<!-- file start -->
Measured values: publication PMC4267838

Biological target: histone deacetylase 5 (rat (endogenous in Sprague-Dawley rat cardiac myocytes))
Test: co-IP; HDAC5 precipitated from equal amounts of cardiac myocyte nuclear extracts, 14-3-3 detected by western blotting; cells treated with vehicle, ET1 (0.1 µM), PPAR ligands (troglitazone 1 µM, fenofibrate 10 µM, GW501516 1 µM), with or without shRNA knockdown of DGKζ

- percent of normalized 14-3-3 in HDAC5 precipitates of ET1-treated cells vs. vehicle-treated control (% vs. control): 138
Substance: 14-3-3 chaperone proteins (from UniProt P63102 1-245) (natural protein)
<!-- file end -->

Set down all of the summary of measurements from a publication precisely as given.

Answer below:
Measured values: publication PMC4267838

Biological target: histone deacetylase 5 (rat (endogenous in Sprague-Dawley rat cardiac myocytes))
Test: co-IP; HDAC5 precipitated from equal amounts of cardiac myocyte nuclear extracts, 14-3-3 detected by western blotting; cells treated with vehicle, ET1 (0.1 µM), PPAR ligands (troglitazone 1 µM, fenofibrate 10 µM, GW501516 1 µM), with or without shRNA knockdown of DGKζ

- percent of normalized 14-3-3 in HDAC5 precipitates of ET1-treated cells vs. vehicle-treated control (% vs. control): 138
Substance: 14-3-3 chaperone proteins (from UniProt P63102 1-245) (natural protein)